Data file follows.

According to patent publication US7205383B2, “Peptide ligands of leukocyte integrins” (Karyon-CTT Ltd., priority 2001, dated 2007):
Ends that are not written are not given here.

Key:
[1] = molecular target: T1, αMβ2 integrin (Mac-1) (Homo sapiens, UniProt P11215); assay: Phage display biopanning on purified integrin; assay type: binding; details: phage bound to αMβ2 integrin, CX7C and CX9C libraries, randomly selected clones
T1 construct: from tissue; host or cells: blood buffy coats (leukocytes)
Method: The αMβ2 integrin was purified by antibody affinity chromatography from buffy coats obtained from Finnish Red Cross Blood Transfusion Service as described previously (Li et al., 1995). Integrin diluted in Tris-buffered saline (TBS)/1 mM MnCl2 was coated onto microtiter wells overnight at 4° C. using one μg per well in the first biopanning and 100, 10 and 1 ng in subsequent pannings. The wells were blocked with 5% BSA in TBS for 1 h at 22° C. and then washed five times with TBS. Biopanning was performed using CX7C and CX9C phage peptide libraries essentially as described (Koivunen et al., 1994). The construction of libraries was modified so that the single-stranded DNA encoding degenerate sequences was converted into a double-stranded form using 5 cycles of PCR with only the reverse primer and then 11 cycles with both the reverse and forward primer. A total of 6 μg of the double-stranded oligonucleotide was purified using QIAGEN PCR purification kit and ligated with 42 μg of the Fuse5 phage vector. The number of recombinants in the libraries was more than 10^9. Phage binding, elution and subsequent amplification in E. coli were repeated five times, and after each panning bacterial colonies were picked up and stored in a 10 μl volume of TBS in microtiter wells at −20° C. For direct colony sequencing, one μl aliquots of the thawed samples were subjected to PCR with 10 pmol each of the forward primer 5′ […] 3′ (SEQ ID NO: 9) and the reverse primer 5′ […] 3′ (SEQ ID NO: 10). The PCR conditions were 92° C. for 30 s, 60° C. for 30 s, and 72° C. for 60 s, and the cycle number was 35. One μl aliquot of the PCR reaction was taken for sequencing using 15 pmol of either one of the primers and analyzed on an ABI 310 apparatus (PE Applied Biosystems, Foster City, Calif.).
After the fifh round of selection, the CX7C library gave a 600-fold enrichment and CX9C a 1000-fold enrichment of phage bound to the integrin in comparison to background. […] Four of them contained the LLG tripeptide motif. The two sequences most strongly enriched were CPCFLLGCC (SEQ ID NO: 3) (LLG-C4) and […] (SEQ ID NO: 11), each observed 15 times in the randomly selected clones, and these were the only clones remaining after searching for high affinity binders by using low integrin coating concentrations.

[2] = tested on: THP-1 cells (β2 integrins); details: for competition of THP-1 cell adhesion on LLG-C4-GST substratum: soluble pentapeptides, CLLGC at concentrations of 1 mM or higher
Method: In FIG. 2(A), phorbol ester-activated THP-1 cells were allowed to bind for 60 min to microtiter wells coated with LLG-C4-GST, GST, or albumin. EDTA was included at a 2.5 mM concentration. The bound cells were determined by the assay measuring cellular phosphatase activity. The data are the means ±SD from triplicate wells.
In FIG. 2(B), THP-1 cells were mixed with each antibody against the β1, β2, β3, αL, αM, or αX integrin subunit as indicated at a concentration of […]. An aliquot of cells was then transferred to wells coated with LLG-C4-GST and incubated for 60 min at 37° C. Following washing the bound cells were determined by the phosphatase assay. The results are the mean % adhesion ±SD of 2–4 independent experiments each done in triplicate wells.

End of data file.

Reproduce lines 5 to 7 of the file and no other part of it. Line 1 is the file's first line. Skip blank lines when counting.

T1 construct: from tissue; host or cells: blood buffy coats (leukocytes)
Method: The αMβ2 integrin was purified by antibody affinity chromatography from buffy coats obtained from Finnish Red Cross Blood Transfusion Service as described previously (Li et al., 1995). Integrin diluted in Tris-buffered saline (TBS)/1 mM MnCl2 was coated onto microtiter wells overnight at 4° C. using one μg per well in the first biopanning and 100, 10 and 1 ng in subsequent pannings. The wells were blocked with 5% BSA in TBS for 1 h at 22° C. and then washed five times with TBS. Biopanning was performed using CX7C and CX9C phage peptide libraries essentially as described (Koivunen et al., 1994). The construction of libraries was modified so that the single-stranded DNA encoding degenerate sequences was converted into a double-stranded form using 5 cycles of PCR with only the reverse primer and then 11 cycles with both the reverse and forward primer. A total of 6 μg of the double-stranded oligonucleotide was purified using QIAGEN PCR purification kit and ligated with 42 μg of the Fuse5 phage vector. The number of recombinants in the libraries was more than 10^9. Phage binding, elution and subsequent amplification in E. coli were repeated five times, and after each panning bacterial colonies were picked up and stored in a 10 μl volume of TBS in microtiter wells at −20° C. For direct colony sequencing, one μl aliquots of the thawed samples were subjected to PCR with 10 pmol each of the forward primer 5′ […] 3′ (SEQ ID NO: 9) and the reverse primer 5′ […] 3′ (SEQ ID NO: 10). The PCR conditions were 92° C. for 30 s, 60° C. for 30 s, and 72° C. for 60 s, and the cycle number was 35. One μl aliquot of the PCR reaction was taken for sequencing using 15 pmol of either one of the primers and analyzed on an ABI 310 apparatus (PE Applied Biosystems, Foster City, Calif.).
After the fifh round of selection, the CX7C library gave a 600-fold enrichment and CX9C a 1000-fold enrichment of phage bound to the integrin in comparison to background. […] Four of them contained the LLG tripeptide motif. The two sequences most strongly enriched were CPCFLLGCC (SEQ ID NO: 3) (LLG-C4) and […] (SEQ ID NO: 11), each observed 15 times in the randomly selected clones, and these were the only clones remaining after searching for high affinity binders by using low integrin coating concentrations.